When sepsis patients face brain impairment, is gut bacteria to blame?
Halting the voyage of gut bacteria to the brain could help prevent harmful brain inflammation after a sepsis infection, a new study shows. (2018-03-07)

Fungi cause brain infection and impair memory in mice
Researchers report that the fungus Candida albicans can cross the blood-brain barrier and trigger an inflammatory response that results in the formation of granuloma-type structures and temporary mild memory impairments in mice. (2019-01-04)

Screening tools can miss sepsis in pregnancy; study urges action
A woman lies in her hospital bed. Her heart rate is elevated, she has a slight fever and an elevated white blood cell count. Could this be the beginnings of sepsis, a life-threatening reaction to an infection? Or could these simply be signs of a normal pregnancy? (2018-11-21)

Gut microbes protect against sepsis: Mouse study
Sepsis occurs when the body's response to the spread of bacteria or toxins to the bloodstream damages tissues and organs. The fight against sepsis could get a helping hand from a surprising source: gut bacteria. Researchers reporting February 22 in the journal Cell Host & Microbe found that giving mice particular microbes increased blood levels of immunoglobulin A (IgA) antibodies, which protected against the kind of widespread bacterial invasion that leads to sepsis. (2018-02-22)

Collecting sperm from Covid-19 patients
How does Covid-19 affect sperm and thus the next generation´s immune system? Norwegian researchers are collecting sperm to find the answer. (2020-10-30)

Sugars in some breast milk could help protect babies from group B strep
Group B strep bacteria remain the leading cause of severe infections in newborns worldwide. Now researchers have found that although the pathogen can be transmitted to infants through breastfeeding, some mothers produce protective sugars in their milk that could help prevent infection and fight biofilm formation -- the first example of carbohydrates in human milk having this function. The researchers are presenting their results at the 254th National Meeting & Exposition of the American Chemical Society. (2017-08-20)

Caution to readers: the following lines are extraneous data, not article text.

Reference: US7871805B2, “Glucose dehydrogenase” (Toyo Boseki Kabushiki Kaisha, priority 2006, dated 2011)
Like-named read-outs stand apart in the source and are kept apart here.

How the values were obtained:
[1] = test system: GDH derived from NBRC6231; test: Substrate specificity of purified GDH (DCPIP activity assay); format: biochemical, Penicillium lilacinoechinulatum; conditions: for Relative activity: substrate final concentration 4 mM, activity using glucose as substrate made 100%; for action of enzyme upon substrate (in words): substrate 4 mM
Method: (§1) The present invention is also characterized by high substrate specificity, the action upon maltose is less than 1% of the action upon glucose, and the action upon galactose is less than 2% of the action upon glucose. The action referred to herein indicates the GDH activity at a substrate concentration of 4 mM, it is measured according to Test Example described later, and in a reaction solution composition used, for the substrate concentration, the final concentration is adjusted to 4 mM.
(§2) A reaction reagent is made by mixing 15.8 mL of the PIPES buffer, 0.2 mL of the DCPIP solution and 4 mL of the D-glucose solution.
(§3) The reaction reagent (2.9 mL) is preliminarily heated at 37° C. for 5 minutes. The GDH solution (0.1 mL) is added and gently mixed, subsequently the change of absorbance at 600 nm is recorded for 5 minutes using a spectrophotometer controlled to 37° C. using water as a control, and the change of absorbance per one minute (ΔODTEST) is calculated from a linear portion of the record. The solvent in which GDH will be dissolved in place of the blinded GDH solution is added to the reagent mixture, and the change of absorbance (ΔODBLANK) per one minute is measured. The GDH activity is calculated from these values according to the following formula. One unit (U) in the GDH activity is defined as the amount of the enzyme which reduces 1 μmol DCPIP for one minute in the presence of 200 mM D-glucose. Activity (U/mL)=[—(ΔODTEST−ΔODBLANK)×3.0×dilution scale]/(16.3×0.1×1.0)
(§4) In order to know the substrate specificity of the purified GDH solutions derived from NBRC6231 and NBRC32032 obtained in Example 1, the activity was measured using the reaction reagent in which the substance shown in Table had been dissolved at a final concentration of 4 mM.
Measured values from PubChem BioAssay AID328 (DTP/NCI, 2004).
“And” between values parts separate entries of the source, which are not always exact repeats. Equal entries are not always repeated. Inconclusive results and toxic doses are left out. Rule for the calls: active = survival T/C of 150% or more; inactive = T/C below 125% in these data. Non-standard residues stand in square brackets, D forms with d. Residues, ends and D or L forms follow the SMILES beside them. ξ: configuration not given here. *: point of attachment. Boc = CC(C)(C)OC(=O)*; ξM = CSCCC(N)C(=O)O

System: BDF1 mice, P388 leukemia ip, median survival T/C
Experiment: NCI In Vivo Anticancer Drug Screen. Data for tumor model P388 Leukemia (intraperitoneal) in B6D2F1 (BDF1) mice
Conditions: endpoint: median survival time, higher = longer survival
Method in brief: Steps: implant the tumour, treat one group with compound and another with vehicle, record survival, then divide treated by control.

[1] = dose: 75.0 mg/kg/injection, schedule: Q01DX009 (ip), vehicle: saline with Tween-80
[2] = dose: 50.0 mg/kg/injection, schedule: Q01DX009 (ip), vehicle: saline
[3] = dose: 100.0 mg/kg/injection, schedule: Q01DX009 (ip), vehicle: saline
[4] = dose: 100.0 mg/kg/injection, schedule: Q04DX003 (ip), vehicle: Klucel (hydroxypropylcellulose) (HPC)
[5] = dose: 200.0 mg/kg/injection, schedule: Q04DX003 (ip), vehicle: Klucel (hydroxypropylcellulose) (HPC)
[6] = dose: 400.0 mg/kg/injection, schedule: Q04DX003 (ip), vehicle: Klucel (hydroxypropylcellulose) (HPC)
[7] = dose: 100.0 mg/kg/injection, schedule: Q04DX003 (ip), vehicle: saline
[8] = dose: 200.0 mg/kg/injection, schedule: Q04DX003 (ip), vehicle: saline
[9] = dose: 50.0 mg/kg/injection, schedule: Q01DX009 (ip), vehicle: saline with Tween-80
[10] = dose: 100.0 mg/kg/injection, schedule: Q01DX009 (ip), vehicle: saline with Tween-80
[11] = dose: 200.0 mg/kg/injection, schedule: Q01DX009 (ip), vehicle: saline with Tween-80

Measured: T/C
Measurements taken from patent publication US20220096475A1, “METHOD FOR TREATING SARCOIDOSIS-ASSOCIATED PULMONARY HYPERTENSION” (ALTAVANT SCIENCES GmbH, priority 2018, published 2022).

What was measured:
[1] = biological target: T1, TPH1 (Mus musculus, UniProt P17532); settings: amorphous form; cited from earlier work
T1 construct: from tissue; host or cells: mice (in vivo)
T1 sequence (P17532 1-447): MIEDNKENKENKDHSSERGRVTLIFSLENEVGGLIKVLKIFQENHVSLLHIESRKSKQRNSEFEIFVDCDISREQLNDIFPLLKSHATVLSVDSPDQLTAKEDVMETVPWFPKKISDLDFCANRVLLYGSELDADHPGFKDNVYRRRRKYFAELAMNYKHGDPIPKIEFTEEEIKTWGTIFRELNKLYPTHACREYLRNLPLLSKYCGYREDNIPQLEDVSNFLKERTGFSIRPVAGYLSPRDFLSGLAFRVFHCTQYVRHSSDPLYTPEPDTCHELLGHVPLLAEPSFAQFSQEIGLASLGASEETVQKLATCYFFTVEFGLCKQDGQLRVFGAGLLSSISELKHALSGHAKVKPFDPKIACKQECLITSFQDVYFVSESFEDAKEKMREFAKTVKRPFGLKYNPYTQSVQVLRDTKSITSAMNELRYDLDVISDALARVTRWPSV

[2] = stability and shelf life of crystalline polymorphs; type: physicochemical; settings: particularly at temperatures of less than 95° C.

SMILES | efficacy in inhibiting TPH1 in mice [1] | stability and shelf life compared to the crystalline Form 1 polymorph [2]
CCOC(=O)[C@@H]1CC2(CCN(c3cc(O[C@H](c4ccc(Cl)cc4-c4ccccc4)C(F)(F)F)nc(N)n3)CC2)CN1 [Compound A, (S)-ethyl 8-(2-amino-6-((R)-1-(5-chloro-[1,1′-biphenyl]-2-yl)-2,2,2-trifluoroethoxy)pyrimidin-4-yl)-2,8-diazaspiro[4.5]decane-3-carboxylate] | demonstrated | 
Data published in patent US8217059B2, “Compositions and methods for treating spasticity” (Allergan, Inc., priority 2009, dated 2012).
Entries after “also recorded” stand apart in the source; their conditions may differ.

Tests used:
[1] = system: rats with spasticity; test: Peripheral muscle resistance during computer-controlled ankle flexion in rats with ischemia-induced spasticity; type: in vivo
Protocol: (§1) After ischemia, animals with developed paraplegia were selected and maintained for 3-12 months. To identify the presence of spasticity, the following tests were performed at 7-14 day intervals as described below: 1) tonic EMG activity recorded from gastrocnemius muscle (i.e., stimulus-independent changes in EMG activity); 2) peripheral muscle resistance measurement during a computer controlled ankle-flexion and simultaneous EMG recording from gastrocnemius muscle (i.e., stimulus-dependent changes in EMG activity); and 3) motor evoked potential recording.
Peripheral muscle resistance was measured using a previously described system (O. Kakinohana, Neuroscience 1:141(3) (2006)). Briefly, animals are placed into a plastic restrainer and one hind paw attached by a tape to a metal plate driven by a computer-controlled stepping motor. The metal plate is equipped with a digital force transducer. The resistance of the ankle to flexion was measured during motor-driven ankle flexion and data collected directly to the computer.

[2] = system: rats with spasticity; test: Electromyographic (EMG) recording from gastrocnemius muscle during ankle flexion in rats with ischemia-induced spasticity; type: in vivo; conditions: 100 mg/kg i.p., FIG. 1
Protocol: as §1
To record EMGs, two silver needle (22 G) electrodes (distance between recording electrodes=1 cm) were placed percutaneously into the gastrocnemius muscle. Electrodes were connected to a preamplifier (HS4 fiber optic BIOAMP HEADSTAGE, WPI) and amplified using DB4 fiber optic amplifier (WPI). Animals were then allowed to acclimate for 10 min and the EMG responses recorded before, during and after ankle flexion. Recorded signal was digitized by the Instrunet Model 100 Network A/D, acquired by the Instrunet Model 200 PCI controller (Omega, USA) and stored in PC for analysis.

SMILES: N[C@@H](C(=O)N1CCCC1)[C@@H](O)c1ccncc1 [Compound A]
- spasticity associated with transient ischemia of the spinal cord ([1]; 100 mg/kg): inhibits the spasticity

Death rate 70 percent lower at top-rated hospitals: HealthGrades annual hospital quality study
Patients have on average a 70 percent lower chance of dying at the nation's top-rated hospitals compared with the lowest-rated hospitals across 17 procedures and conditions analyzed in the eleventh annual HealthGrades Hospital Quality in America Study, issued today by HealthGrades, the leading independent healthcare ratings organization. Based on the study, HealthGrades today made available its 2009 quality ratings for all nonfederal hospitals in the country at www.healthgrades.com. (2008-10-14)

Recognize sepsis as a separate cause of illness and death
Sepsis should be recognized as a separate cause of illness and death around the world. This focus would help efforts to prevent sepsis by improving hygiene, nutrition and vaccination rates and also lead to timely treatment, better outcomes and quality of life for people with sepsis, argue researchers in a commentary in CMAJ. (2017-01-09)

Genetic variation shown in patients with severe vascular complications of infection
Major infections such as influenza and bacterial sepsis kill millions of people each year, often resulting from dangerous complications that impair the body's blood vessels. But the reasons why some patients experience these dramatic responses to infections -- and others don't -- have been unclear. Now, a research team from Beth Israel Deaconess Medical Center finds a key role for the Tie2 gene. (2016-02-15)

How common, preventable are sepsis-associated deaths in hospitals?
This study estimates how common sepsis-related deaths are in hospitals and how preventable those deaths might be. In a retrospective study using medical record reviews of 568 patients who died in six US hospitals or who were discharged to hospice in 2014 or 2015, sepsis was present in more than half (300) of the hospitalizations and directly caused death in more than one-third (198) of cases. (2019-02-15)